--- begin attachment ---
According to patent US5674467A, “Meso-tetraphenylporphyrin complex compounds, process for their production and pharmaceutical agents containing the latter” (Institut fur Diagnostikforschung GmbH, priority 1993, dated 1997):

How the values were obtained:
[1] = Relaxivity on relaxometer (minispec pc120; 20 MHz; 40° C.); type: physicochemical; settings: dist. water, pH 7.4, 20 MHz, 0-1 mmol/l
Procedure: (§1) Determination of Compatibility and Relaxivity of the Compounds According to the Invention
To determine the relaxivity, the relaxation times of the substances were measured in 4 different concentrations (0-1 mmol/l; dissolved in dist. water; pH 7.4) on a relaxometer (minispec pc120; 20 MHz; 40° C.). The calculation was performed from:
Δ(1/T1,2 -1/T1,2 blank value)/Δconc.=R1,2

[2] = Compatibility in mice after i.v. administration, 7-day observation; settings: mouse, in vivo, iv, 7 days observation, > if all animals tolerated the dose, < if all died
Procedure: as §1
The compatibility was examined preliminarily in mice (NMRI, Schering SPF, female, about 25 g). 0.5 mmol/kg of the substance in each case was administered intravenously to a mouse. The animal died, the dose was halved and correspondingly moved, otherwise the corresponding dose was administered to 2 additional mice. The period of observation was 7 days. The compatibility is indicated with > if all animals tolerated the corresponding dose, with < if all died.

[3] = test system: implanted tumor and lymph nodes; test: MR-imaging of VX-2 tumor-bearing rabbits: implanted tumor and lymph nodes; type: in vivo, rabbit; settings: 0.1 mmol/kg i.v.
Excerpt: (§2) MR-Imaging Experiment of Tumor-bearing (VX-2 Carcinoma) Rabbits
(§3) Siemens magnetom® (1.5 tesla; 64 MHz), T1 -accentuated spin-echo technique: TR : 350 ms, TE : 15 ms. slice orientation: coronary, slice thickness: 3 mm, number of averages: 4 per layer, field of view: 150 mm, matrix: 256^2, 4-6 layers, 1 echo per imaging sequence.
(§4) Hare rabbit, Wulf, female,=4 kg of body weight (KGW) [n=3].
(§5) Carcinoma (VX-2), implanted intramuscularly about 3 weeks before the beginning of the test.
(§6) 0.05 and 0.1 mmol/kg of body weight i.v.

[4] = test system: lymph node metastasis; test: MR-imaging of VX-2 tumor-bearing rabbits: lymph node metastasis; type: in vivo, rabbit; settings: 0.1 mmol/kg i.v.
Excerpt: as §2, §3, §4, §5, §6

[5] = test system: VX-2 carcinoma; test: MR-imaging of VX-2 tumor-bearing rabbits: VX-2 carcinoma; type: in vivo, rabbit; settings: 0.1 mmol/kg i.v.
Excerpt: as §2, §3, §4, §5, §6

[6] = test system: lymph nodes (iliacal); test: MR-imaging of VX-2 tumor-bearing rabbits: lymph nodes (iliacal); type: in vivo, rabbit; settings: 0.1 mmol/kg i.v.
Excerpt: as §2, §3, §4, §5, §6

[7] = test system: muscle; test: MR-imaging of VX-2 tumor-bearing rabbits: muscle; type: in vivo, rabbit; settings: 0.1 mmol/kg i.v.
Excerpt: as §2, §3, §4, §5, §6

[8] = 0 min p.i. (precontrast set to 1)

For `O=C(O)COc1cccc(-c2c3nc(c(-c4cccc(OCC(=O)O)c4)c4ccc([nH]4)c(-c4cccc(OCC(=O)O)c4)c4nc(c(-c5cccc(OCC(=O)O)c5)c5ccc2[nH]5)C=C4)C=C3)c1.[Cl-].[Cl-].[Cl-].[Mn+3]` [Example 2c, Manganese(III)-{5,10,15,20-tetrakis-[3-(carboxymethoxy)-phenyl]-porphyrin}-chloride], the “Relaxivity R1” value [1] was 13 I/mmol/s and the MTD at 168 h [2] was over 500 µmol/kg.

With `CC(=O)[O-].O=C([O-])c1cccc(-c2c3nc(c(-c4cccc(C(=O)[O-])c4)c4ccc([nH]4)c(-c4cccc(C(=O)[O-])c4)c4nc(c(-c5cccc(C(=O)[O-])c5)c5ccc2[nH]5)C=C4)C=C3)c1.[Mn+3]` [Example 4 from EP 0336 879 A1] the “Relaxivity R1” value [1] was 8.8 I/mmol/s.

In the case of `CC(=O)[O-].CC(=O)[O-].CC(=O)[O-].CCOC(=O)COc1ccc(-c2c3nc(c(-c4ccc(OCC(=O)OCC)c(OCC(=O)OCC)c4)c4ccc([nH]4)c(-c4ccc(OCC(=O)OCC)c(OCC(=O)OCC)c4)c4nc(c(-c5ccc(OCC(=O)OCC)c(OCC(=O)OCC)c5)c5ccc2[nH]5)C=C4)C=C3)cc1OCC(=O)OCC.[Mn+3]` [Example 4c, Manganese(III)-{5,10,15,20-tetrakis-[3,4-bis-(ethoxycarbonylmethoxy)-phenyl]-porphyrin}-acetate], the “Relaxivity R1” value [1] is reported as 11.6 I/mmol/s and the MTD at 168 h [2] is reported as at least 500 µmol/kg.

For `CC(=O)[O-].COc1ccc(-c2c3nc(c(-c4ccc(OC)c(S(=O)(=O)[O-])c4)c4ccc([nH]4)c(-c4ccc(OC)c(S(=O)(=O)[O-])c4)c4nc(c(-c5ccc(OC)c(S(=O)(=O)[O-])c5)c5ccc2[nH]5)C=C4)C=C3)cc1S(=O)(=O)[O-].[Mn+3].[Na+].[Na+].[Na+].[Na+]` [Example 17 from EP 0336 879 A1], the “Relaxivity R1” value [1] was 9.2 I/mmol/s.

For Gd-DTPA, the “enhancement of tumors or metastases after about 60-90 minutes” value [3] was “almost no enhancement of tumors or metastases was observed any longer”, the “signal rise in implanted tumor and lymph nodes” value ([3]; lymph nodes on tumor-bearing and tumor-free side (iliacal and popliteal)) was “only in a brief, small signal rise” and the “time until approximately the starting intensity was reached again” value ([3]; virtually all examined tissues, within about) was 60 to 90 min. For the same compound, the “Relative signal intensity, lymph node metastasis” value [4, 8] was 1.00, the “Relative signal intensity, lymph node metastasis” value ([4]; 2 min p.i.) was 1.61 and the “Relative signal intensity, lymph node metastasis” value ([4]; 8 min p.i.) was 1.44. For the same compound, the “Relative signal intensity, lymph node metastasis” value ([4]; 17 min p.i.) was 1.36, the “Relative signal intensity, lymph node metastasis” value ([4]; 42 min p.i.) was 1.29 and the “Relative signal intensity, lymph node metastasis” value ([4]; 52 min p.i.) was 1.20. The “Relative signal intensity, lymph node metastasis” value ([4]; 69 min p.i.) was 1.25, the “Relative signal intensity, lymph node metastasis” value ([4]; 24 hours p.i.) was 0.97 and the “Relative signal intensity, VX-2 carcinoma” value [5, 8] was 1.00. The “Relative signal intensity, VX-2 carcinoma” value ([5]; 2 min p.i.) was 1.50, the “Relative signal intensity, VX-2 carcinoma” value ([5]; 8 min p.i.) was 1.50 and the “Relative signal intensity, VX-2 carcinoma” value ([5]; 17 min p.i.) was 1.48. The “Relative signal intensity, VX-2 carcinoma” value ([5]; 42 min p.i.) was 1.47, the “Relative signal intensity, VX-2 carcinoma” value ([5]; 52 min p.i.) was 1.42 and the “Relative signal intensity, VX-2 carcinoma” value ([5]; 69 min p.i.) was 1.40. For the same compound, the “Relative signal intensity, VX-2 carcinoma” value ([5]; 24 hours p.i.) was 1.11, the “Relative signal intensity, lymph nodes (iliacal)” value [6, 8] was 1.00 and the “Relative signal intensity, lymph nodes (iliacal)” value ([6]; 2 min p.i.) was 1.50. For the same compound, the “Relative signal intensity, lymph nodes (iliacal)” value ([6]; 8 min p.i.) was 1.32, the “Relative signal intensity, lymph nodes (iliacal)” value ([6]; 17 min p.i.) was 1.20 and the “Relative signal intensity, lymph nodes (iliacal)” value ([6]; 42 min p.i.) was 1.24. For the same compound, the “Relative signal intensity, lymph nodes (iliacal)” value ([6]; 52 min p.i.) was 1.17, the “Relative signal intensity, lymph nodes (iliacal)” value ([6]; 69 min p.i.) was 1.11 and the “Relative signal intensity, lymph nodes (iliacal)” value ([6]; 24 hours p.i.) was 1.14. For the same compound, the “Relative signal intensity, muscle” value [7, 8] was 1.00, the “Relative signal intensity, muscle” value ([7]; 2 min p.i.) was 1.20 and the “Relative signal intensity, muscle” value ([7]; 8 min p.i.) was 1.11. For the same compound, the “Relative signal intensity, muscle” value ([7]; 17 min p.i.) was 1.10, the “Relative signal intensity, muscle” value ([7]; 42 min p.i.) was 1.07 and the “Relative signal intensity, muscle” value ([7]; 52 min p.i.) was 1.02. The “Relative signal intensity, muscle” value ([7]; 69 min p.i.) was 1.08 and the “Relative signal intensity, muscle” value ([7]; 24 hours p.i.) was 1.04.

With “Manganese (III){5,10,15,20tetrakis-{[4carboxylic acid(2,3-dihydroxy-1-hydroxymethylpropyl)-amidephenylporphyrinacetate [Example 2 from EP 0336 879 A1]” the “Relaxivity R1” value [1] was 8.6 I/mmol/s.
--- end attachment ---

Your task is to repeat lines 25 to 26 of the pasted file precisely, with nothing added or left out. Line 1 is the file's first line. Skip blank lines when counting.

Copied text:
For `O=C(O)COc1cccc(-c2c3nc(c(-c4cccc(OCC(=O)O)c4)c4ccc([nH]4)c(-c4cccc(OCC(=O)O)c4)c4nc(c(-c5cccc(OCC(=O)O)c5)c5ccc2[nH]5)C=C4)C=C3)c1.[Cl-].[Cl-].[Cl-].[Mn+3]` [Example 2c, Manganese(III)-{5,10,15,20-tetrakis-[3-(carboxymethoxy)-phenyl]-porphyrin}-chloride], the “Relaxivity R1” value [1] was 13 I/mmol/s and the MTD at 168 h [2] was over 500 µmol/kg.

With `CC(=O)[O-].O=C([O-])c1cccc(-c2c3nc(c(-c4cccc(C(=O)[O-])c4)c4ccc([nH]4)c(-c4cccc(C(=O)[O-])c4)c4nc(c(-c5cccc(C(=O)[O-])c5)c5ccc2[nH]5)C=C4)C=C3)c1.[Mn+3]` [Example 4 from EP 0336 879 A1] the “Relaxivity R1” value [1] was 8.8 I/mmol/s.